Home » Reviews » Drama » Oh What A Lovely War, Theatre Royal Stratford East – Review
Credit: Alastair Muir
Credit: Alastair Muir

Oh What A Lovely War, Theatre Royal Stratford East – Review

Pros: A powerful piece about the atrocities of war.

Cons: If you’re Michael Gove you won’t like it.

Pros: A powerful piece about the atrocities of war. Cons: If you’re Michael Gove you won’t like it. It will probably not have escaped your attention that we have a very special anniversary to ‘celebrate’ this year: the centenary of the First World War. Cinemas, TV stations and theatres will without a doubt provide their audiences with plenty of opportunities to look at ‘the war to end all wars’ from every possible perspective, but already it’s hard to imagine they’ll be able to deliver a piece that’s more poignant and hard-hitting than Terry Johnson’s revival of Oh What A…

Summary

review

Excellent

You’ll laugh, you’ll cry. Go and see it, but not after a bad day at work.

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It will probably not have escaped your attention that we have a very special anniversary to ‘celebrate’ this year: the centenary of the First World War. Cinemas, TV stations and theatres will without a doubt provide their audiences with plenty of opportunities to look at ‘the war to end all wars’ from every possible perspective, but already it’s hard to imagine they’ll be able to deliver a piece that’s more poignant and hard-hitting than Terry Johnson’s revival of Oh What A Lovely War.

The original production was developed fifty years ago by legendary British theatre maker Joan Littlewood and her actors at the Theatre Workshop. Back then, the ground-breaking show was met with enthusiasm and outrage in almost equal measure. If anyone on the production team today had had any fears that half a century later its ability to cause controversy had diminished, they needn’t have worried: Michael Gove was very obliging by calling it a source of ‘left-wing myths’ and thereby reminding us why we still need shows like this today.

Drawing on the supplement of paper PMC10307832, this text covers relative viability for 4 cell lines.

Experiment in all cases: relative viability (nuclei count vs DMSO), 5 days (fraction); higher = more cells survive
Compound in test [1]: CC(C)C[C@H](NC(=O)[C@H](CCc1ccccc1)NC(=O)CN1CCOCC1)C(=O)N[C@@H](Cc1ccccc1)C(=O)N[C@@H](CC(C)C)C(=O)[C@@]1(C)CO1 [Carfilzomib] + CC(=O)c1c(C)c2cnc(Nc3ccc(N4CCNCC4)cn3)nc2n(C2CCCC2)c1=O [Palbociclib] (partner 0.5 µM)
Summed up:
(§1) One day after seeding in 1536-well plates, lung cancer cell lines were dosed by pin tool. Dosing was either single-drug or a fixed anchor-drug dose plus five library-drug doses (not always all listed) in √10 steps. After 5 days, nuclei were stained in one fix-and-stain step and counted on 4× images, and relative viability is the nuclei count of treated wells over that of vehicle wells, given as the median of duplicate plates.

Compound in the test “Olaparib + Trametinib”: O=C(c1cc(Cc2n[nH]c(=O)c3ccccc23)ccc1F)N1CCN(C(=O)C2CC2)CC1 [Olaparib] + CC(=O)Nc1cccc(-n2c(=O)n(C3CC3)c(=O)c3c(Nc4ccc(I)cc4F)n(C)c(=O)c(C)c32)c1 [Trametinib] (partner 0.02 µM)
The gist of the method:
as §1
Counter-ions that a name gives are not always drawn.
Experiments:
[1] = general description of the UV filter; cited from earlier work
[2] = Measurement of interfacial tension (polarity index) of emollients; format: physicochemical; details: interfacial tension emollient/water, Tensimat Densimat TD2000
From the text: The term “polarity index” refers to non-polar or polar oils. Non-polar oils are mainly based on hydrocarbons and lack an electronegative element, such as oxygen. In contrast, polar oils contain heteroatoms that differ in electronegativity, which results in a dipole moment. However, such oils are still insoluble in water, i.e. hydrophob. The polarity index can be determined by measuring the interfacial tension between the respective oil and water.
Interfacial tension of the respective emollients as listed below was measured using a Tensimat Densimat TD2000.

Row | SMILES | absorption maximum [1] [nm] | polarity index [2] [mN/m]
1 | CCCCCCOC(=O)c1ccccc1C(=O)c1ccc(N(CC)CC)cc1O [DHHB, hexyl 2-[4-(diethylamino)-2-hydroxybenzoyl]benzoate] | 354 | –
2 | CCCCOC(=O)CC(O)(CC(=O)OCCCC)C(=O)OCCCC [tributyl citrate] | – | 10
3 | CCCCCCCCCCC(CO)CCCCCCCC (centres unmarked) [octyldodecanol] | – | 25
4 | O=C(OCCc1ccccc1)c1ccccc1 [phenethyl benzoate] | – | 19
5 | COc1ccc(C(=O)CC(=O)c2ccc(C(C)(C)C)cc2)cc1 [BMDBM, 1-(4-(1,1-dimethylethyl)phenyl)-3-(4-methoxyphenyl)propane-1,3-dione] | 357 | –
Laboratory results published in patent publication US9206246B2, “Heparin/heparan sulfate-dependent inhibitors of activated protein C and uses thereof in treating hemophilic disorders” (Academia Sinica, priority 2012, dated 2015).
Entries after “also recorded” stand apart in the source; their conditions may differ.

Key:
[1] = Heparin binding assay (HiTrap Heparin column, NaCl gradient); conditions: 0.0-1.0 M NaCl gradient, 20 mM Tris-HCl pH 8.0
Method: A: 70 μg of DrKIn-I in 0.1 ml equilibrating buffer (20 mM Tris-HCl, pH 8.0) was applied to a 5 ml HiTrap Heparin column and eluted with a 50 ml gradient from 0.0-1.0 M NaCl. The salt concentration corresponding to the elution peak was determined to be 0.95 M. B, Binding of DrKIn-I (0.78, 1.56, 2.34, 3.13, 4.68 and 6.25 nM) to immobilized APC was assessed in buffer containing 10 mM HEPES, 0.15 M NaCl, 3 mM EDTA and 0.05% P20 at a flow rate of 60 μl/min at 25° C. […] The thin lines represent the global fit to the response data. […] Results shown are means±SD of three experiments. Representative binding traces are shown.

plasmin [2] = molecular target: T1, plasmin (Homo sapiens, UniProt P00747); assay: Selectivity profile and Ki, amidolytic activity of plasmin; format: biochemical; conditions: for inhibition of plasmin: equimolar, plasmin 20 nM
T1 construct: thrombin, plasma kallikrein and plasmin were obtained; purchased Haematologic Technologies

Oh What A Lovely War traces the course of the Great War through a series of mostly unrelated scenes and songs. The actors, dressed up as pierrots, play generals, soldiers, and civilians from pretty much every nationality involved with the conflict, usually by simply changing hats or sticking on a fake moustache. To further enhance the vaudevillian feeling of the show, the performers are directed by an unnamed ringmaster. The first act is funny, somewhat sentimental, and surprisingly light-hearted. Just before the interval however, it becomes clear that the jokes and the cheery songs were all part of an elaborate set up to lull you into a false sense of security. It makes the second act hit all the harder, from the French soldiers literally bleating like sheep as they walk into the machine gun fire to the allied industrialites talking about ‘peace scares’ and the ‘economic necessity of war’.

The set is dominated by a copy of Theatre Royal’s own proscenium arch, which is moved about the stage and serves as church, trench and everything in between, and a ticker tape that mercilessly reels off numbers of casualties versus numbers of yards gained. The stark design draws your full attention to the actors and the pictures of the soldiers they represent that are projected in the background. It’s a harsh reminder that, even though we’re sitting in a theatre, the events were very much real.

The twelve cast members flawlessly melt from one character into the next, and handle both understated drama and slapstick comedy with the absolute conviction that is needed to make them work in such close proximity to each other. Another effective juxtaposition that director Terry Johnson has made is the one between sound and silence. The moments when the actors simply turn their backs towards the audience to look at the ticker tape in complete stillness are absolutely chilling.

It really is remarkable how a show like this can still be so effective fifty years later, when our attitudes towards the First World War have changed so much. At the time of writing, the facts that are being presented weren’t as widely known as they are today. We have War Horse. We have Jeremy Paxman. We know there were mistakes made that cost tens of thousands of lives. So, you might wonder, what’s the use in telling us again? Clearly we need to hear it, because, as we are reminded at the end, this was not the war to end all wars. War happened again, and again, and is still happening today. And that, sadly, is precisely what makes Oh What A Lovely War so relevant: it shows that, apart from advances in weaponry, we really haven’t come that far since then.

Author: Joan Littlewood and Theatre Workshop
Director: Terry Johnson
Musical Arrangements: Mike Dixon
Choreography: Lynne Page
Box Office: 020 8534 0310
Booking Link: http://www.stratfordeast.com/oh-what-a-lovely-war
Booking Until: 15th March 2014

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